School's in ... for the summer? - 14 News, WFIE, Evansville, Henderson, Owensboro

School's in ... for the summer?

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New Albany -Floyd County studnets unload from buses on the first day of the 2014-15 school year. (Source: Rick Miller, WAVE 3 News) New Albany -Floyd County studnets unload from buses on the first day of the 2014-15 school year. (Source: Rick Miller, WAVE 3 News)
Andy Melin (Source: Rick Miller, WAVE 3 News) Andy Melin (Source: Rick Miller, WAVE 3 News)
Cameron Mills and Jason Cundiff (Source: rick Miller, WAVE 3 News) Cameron Mills and Jason Cundiff (Source: rick Miller, WAVE 3 News)

JEFFERSONVILLE, IN (WAVE) - Just last month, students in Southern Indiana were leaving for their summer break.

And now, they're already back in school for a new academic year.

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The abbreviated summer is part of the balanced calendar some schools are adopting, shortening summer vacation to reduce learning loss from the break, and adding in more breaks through the year.

"We're still in school 180 days for students but they’re spread out over a longer period," Greater Clark County Superintendent Andy Melin said. "After every nine weeks, they get two weeks off, so they still have something to look forward to."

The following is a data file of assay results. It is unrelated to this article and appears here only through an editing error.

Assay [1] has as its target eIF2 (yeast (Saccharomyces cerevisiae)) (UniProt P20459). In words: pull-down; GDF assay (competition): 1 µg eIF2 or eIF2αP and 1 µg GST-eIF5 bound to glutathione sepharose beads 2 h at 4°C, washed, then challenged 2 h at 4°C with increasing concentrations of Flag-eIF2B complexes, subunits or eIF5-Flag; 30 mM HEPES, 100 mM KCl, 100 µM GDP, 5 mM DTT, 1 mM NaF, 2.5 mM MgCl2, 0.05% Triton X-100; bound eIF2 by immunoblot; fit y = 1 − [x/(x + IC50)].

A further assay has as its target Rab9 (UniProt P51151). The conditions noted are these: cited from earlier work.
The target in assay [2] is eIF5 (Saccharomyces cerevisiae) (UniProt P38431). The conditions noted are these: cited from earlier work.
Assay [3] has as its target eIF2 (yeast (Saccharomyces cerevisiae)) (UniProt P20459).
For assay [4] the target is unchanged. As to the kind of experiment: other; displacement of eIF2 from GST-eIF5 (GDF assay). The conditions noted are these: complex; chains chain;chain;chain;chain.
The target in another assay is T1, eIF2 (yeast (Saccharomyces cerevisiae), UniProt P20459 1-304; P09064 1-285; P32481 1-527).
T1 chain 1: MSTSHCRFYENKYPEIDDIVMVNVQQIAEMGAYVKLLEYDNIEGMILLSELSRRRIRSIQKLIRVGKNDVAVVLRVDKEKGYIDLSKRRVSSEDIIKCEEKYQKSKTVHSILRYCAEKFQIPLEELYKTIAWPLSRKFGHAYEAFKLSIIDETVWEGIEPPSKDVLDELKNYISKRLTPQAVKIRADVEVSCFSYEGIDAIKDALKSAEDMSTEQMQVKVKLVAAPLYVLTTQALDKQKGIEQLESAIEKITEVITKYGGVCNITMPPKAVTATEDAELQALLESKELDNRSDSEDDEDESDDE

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During those fall and spring breaks, students who may be falling a little behind can catch up.

"We spend that extra time to help kids," Melin said. "We give them extra time and extra attention with intersession weeks, we call them, where can provide 20 hours of additional instruction for our students."

Some students said they don't mind the shorter summer because they get more breaks in the year.

"I guess it's better because we get longer in spring," high school freshman Cameron Mills said.

Others said the breaks aren't as much fun.

"I think we should have a longer summer break because in the fall and stuff like that, we don’t really get to go outside because it’s cold" said another freshman, Jason Cundiff.

Melin said the balanced calendar is working. Attendance is higher, graduation has increased more than 90 percent, and many are taking advantage of the extra educational attention.

"Last fall, we had 900 students and gave them 20 hours of additional instruction, last spring we had 1,300 students and we gave them again another 20 hours of instruction," he said. "So you're taking students that are a little bit more behind the 8-ball that need a little more help."

Thursday marked the first time Greater Clark County Schools have gone back to school in July.

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